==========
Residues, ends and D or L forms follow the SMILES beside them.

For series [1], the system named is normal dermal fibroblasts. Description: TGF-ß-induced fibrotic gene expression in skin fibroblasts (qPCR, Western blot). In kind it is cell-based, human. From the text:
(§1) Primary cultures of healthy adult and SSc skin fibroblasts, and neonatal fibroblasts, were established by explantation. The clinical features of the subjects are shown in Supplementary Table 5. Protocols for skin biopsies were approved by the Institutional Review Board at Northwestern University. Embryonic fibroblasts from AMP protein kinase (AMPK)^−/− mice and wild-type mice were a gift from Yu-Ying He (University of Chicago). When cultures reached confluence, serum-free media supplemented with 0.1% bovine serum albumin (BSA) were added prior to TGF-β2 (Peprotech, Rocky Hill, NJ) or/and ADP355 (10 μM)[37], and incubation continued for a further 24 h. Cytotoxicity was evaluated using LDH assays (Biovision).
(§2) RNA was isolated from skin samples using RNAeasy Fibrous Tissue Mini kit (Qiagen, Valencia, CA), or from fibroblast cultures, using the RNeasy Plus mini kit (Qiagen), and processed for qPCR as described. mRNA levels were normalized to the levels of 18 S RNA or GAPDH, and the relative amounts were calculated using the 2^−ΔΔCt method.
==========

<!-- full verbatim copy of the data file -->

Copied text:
Residues, ends and D or L forms follow the SMILES beside them.

For series [1], the system named is normal dermal fibroblasts. Description: TGF-ß-induced fibrotic gene expression in skin fibroblasts (qPCR, Western blot). In kind it is cell-based, human. From the text:
(§1) Primary cultures of healthy adult and SSc skin fibroblasts, and neonatal fibroblasts, were established by explantation. The clinical features of the subjects are shown in Supplementary Table 5. Protocols for skin biopsies were approved by the Institutional Review Board at Northwestern University. Embryonic fibroblasts from AMP protein kinase (AMPK)^−/− mice and wild-type mice were a gift from Yu-Ying He (University of Chicago). When cultures reached confluence, serum-free media supplemented with 0.1% bovine serum albumin (BSA) were added prior to TGF-β2 (Peprotech, Rocky Hill, NJ) or/and ADP355 (10 μM)[37], and incubation continued for a further 24 h. Cytotoxicity was evaluated using LDH assays (Biovision).
(§2) RNA was isolated from skin samples using RNAeasy Fibrous Tissue Mini kit (Qiagen, Valencia, CA), or from fibroblast cultures, using the RNeasy Plus mini kit (Qiagen), and processed for qPCR as described. mRNA levels were normalized to the levels of 18 S RNA or GAPDH, and the relative amounts were calculated using the 2^−ΔΔCt method.